Meanwhile, Joan faces some contemporary problems of her own with Greg shipped off to Vietnam, which, as Roger succinctly puts it, is not good. All the women are aware of it while the men, if Roger is representative, don’t seem to notice and Joan, as always, puts on a brave face. “People love to say that,” she responds when Roger says it will be okay. (We’ll get an echo of that line at the end of the episode when Sally offers an even less tactful rejoinder.) Her guard down, she goes out for dinner with Roger at the diner they used to go. It’s now catering to an older clientele—to their eyes at least—in a neighborhood that’s been hit hard since the last time they visited.
They get mugged—Roger knows exactly what to do—and make love in a tucked-away corner. Having nearly died, witnessed death, and sent a spouse off to war they grasp at a little bit of life. I don’t think Roger necessarily planned that. Of course he didn’t plan the mugging, but while I doubt he would have turned down a chance to sleep with Joan again if it presented itself, I don’t think that’s what he was after that evening. There’s something deeper between them, even if it’s been put in dry dock by their marriage to others.
The final shot of Peggy, Joan, and Fay (who is starting to develop into a more interesting character, let me add), says it all without any dialogue. Here are three women of roughly the same generation, all in quite different places in their lives and careers, each of those places more or less unimaginable to the generation before. (Joan’s would be most imaginable. Though a married woman of her age, particularly one with some obvious, if undefined, power around the office would have been even more of a rarity.) And what’s to become of the next generation?
Maybe Sally’s not the best example. She’s got some problems specific to her own life. Despite the levity that preceded it, everything about Sally’s sub-plot is a heartbreaker, from the willfulness she’s developed as a defense mechanism against her mother—and by extension, the world—to the smile she wears while curled up on the couch. But nothing’s so heartbreaking as her explosion in the SCDP office. She wants to stay, but she can’t stay. But because she’s still a kid, and a kid in the middle of a terrible situation, all she can think to do is scream and run and, inevitably, fall, a fall witnessed in horror seemingly every female SCDP staffer, who then group around her in concern. Here’s a girl getting a bad deal, and however different they might be from each other, they feel for her. At one point or another, they’ve been her.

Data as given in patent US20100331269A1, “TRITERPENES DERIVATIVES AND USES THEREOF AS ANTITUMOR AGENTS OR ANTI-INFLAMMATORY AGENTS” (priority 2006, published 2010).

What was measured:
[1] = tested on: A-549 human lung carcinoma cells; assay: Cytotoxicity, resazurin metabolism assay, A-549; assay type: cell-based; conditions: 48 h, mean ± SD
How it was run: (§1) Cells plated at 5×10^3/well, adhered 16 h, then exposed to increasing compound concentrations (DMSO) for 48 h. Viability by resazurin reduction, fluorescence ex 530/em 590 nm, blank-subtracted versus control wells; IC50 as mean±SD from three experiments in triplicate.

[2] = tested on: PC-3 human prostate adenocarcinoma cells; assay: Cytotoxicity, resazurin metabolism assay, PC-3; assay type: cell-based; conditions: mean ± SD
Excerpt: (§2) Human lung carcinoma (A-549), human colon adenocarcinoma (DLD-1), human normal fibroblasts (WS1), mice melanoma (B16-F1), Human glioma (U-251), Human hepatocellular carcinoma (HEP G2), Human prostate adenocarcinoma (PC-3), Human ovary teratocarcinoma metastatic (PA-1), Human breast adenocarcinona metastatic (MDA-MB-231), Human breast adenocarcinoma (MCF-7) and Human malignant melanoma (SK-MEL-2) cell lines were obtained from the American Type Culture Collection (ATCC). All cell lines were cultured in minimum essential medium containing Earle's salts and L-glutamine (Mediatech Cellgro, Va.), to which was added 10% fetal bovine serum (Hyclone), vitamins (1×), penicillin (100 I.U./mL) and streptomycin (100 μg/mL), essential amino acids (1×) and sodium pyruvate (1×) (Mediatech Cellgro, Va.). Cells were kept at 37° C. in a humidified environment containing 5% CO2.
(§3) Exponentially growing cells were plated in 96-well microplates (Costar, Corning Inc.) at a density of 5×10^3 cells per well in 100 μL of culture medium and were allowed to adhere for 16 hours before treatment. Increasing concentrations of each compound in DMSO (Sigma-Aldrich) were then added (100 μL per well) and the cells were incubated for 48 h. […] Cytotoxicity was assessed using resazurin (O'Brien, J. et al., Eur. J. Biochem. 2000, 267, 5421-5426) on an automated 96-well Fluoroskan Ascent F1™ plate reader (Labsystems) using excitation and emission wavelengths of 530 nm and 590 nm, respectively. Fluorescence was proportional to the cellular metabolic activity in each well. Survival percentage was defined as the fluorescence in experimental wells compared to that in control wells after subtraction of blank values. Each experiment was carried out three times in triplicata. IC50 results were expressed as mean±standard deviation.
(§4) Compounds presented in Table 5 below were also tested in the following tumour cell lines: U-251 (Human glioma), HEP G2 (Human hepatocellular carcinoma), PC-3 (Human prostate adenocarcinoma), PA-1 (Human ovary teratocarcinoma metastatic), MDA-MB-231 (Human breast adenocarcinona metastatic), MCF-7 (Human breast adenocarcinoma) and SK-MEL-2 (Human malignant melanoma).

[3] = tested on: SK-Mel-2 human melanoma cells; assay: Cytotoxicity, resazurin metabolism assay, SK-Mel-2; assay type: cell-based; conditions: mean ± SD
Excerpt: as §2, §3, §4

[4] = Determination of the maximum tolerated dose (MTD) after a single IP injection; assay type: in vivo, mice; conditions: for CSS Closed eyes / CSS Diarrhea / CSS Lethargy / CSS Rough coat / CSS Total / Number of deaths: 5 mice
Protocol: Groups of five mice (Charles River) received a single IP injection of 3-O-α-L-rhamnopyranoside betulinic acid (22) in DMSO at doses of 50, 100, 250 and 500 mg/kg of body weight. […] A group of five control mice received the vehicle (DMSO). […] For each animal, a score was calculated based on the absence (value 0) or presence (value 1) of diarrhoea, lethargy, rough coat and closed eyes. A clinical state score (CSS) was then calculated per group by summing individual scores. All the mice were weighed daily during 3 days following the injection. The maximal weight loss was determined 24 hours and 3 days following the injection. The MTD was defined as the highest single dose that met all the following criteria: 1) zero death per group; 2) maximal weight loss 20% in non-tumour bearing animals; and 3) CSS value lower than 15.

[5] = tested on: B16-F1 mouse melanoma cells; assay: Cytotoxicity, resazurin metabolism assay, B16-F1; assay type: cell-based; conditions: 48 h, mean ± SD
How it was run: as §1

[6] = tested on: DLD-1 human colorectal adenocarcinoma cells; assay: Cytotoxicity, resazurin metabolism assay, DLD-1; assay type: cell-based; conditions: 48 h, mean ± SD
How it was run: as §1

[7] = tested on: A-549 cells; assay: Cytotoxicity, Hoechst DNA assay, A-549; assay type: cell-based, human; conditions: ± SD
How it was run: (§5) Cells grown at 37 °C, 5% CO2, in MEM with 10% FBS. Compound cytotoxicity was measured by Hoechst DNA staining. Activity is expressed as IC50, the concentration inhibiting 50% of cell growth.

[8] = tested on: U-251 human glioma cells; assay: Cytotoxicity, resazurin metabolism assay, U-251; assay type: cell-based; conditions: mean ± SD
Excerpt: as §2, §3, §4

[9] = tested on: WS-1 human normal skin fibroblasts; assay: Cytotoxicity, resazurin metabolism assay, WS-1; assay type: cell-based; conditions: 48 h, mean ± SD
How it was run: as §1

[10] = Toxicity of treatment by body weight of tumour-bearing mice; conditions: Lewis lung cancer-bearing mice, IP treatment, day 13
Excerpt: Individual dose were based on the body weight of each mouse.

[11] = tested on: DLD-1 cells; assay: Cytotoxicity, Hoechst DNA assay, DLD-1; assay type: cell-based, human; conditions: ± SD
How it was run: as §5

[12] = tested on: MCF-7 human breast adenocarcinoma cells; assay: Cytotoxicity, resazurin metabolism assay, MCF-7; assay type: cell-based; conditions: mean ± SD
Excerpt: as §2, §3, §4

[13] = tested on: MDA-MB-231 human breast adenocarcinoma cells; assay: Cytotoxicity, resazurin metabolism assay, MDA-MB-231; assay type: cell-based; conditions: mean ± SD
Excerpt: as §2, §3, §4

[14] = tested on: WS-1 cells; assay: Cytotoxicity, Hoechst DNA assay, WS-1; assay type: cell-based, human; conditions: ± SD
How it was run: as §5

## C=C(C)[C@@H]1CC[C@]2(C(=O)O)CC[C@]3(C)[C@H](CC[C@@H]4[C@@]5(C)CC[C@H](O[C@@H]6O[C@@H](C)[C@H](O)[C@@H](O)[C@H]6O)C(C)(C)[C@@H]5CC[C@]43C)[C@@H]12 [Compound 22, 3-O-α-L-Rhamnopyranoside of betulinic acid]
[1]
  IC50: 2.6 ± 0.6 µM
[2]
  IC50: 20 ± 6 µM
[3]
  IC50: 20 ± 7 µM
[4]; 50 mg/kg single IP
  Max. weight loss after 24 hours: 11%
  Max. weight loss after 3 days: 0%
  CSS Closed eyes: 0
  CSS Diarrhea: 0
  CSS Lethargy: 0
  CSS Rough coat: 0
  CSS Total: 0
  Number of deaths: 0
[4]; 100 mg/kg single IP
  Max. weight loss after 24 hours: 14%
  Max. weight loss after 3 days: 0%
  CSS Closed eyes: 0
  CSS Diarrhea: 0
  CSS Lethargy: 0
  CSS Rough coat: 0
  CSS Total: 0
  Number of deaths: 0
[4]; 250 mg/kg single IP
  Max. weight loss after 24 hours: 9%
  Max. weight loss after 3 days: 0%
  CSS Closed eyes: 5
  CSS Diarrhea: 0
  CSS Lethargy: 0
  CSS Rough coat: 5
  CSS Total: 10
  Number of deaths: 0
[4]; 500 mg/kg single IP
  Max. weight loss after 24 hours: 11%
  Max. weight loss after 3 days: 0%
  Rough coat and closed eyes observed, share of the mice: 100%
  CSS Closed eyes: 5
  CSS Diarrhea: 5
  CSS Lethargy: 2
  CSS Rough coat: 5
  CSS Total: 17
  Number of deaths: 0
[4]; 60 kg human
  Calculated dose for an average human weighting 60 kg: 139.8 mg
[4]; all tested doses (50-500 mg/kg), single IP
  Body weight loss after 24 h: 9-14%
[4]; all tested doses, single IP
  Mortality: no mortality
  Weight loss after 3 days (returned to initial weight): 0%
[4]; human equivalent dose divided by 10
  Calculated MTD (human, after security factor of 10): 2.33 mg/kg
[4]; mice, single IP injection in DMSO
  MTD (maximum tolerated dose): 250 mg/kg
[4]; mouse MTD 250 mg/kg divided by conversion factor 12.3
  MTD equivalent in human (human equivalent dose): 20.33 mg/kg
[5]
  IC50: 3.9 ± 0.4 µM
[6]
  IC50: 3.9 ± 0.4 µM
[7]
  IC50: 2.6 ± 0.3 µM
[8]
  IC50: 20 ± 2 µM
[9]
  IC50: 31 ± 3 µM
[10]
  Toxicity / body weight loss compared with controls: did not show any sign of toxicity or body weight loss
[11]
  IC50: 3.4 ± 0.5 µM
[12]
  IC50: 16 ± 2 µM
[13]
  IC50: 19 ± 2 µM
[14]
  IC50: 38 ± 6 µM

• Until the end of the episode, Don remains clearheaded and good-humored throughout the episode. He’s swimming. He and Fay are getting along. Though he’s angry at how she got there, he’s happy to have Sally with him. Then it all goes to hell and he takes a drink.
• “That’s not a strategy. That’s two strategies connected by an ‘and’.” True enough. But was anyone else surprised by how mouthy Ken felt free to be with Don in front of clients? And, even though he had a series of understandable distractions, did anyone else think it odd that Don signed off so quickly on the campaign? It’s a good compromise. Maybe he just saw that and wanted to move on.
• How long will Megan last as Don’s secretary? Should we take some bets?
• “Do you remember me from yesterday?”
• Does Peggy really have to worry about anyone publishing, or even reading, “Nurmeberg On Madison Avenue”?
• Off-topic but tangentially related: Here’s an artifact of unabashed institutional sexism I found on Buzzfeed while writing this.
• Things I love about this show, item #53: The way it lets Abe witness Don’s brusque treatment of the woman who brought Sally to the office. That’s Don at his worst, but of course it confirms every awful opinion Abe has of Madison Avenue and all it represents. These characters’ paths may never cross again, but they’ve got that meaningful moment.